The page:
“We need to drop by Dollar General and pick up some Gatorade, lip balm, and toilet paper,” announced my wife. “And some socks.”

“I didn’t know you can get socks at — wait, why do we need any of those things?” I asked.

“For the forest firefighters up at Lake Lure. The fire station is accepting donations.”

As a transplanted Canadian, I find the idea of scrounging supplies from the public to battle a forest fire to be far from normal. Back up north, forest fires are fought by well-equipped, dedicated professionals who would never need to ask for socks. Turns out it’s not normal in the Blue Ridge of Western North Carolina, either, but mostly because major forest fires have been so rare that there’s never been cause to prepare for them.

Just how unusual is 100,000 acres of southern Appalachian forest in flames, in the fall? Fire chiefs coordinating local responses say extreme drought now gripping the U.S. Southeast, and the resulting tinder-dry conditions, that is turning them into disasters. Steven Norman, an ecologist at the USDA Forest Service’s Southern Research Station in Asheville, N.C., told the Christian Science Monitor that this year’s fire activity is not just unusual, but “epic.”

As of late last month, for example, the “Party Rock” fire that’s threatening the resort town of Lake Lure had destroyed more than 7,000 acres of forest by Nov 20, and at one point was growing at upwards of 1,000 acres a day. Almost a thousand firefighters were called to the scene, and it’s just one of at least a dozen in North Carolina alone. Just across the Tennessee line in the resort town of Gatlinburg, the worst fire in a century not only destroyed dozens of buildings, it also took at least thirteen lives.

So worrisome are the fires that the pleas for donations have begun to crowd out post-election rants on my Facebook feed. But what’s more troubling than the scale of the destruction in the now aptly named Smoky Mountains is the likelihood that we’re going to have to get used to more of the same.

By mid-November, thirty-two of the wildfires burning in the region were big enough to warrant interagency responses. That’s not normal, according to Deke Arndt, chief of monitoring for the National Centers for Environmental Information, the federal research institution that crunches weather data from around the world. It’s probably why the subject found its way into Arndt’s monthly State of the Climate briefing in Asheville last week. “You combine drought and arson and it can be pretty significant,” Arndt said when asked about the conditions responsible for the fires.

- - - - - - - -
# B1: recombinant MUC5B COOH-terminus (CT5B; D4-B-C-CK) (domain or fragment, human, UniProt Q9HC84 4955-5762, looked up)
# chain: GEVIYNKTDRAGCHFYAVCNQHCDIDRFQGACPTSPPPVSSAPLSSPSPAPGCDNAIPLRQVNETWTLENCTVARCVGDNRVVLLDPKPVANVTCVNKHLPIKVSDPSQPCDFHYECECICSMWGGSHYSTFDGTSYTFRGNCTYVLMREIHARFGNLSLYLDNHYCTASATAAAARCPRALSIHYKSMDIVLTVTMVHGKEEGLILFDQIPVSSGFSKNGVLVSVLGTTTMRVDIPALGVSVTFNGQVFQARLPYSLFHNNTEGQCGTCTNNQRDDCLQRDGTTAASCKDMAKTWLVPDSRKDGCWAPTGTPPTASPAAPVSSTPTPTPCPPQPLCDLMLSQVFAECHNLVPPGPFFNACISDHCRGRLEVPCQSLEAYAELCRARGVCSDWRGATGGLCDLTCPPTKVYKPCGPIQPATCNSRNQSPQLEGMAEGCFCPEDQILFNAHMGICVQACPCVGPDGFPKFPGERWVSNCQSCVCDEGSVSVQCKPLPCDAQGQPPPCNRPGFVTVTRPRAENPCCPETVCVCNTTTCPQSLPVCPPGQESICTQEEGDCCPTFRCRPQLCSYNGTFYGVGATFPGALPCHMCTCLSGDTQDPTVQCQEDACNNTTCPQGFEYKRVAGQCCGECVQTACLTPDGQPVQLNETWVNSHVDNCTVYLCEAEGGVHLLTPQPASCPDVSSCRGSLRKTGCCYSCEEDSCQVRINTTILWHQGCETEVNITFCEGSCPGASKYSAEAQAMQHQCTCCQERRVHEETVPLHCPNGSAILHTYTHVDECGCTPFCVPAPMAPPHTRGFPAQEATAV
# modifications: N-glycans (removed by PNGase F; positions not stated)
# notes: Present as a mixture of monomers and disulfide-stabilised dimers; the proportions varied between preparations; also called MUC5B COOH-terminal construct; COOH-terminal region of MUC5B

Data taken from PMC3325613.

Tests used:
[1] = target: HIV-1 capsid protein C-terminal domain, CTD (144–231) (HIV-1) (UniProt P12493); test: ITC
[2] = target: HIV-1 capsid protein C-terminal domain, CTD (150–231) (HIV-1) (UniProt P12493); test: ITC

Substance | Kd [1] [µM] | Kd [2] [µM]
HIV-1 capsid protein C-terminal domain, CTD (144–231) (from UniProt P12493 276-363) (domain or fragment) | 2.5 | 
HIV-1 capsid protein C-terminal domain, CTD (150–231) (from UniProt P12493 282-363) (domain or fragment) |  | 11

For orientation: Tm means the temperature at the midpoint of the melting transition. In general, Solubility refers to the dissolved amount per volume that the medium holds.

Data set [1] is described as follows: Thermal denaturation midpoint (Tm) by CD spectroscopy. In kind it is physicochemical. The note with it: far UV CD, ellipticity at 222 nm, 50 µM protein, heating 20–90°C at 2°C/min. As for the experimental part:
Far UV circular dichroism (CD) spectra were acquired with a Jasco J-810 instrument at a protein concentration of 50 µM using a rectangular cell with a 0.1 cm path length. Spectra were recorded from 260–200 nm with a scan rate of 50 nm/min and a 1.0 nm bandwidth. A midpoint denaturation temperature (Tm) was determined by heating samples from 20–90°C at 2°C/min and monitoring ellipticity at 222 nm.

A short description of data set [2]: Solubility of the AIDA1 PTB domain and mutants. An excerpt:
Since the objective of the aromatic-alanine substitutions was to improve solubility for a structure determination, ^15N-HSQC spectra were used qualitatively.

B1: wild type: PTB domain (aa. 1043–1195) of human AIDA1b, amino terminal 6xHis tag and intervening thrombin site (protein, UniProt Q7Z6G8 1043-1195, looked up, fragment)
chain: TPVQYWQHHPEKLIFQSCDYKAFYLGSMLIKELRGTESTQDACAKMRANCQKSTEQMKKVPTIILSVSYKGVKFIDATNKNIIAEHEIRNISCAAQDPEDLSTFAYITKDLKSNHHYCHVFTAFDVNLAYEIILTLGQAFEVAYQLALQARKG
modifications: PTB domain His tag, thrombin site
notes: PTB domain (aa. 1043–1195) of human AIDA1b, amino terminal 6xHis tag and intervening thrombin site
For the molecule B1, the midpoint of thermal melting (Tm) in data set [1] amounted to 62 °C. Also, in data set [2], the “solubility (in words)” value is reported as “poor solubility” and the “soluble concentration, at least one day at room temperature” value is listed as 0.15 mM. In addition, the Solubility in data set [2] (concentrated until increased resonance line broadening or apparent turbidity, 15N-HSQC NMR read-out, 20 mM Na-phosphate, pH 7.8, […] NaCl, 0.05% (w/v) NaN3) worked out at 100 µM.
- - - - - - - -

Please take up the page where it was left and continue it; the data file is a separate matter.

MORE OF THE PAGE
Of course, Arndt, like any climatologist with an ounce of professional self-respect, doesn’t dare directly link climate change to a specific disaster. Yes, 2016 will go down as the warmest year on record; yes, the third quarter of the year was the hottest in North Carolina’s history; and yes, the only reason the state didn’t break low-precipitation records in October is because the coast got hammered by Hurricane Matthew. But climate trends and local weather are two very different things.

Still, scientists understand far more about the forces that drive weather and climate than just a few years ago. The fires blowing smoke as far away as Charlotte are exactly what a growing list of studies with titles like “Climate change and disruptions to global fire activity” tell us to expect.

Even Arndt was willing to venture a guess about the near future in general terms. The latest data on the powerful El Niño-La Niña phenomenon responsible for much of the variation in North America’s seasonal weather have given his colleagues a hint of what’s to come, he said. “I would not be surprised if they are putting more of their chips in ‘drier than normal.’”

So, the current weather pattern is likely to hang around for much of the coming winter. We’ll probably be dropping off hiking supplies and bottled water at local depots for a while. Parents and teachers, meanwhile, can look forward to more “condition red” air-quality alerts from the Environmental Protection Agency. That’s a level even healthy adults can find challenging and the one that’s been forcing our schools to keep the kids inside at recess for the last week or so.

That won’t stop those who prefer to normalize climate change, though. Already my Facebook feed has picked up claims that the fires are just part of “natural cycles.” Apparently, we should be content to blame careless trash-burning yokels, and never mind the science. This is part of the normalization trend that’s becoming commonplace in our post-election hangover.

The fires are dangerous, but so is accepting the unacceptable.

James Hrynyshyn writes about the connections between science and society with a focus on climate change. His work has been published in New Scientist, Canadian Geographic, Ottawa Citizen, Reuters, and Canadian Press, among others. He lives in the Blue Ridge Mountain town of Saluda, where he’s a member of the local planning board. Find him at classm.earth and on Twitter @hrynyshyn.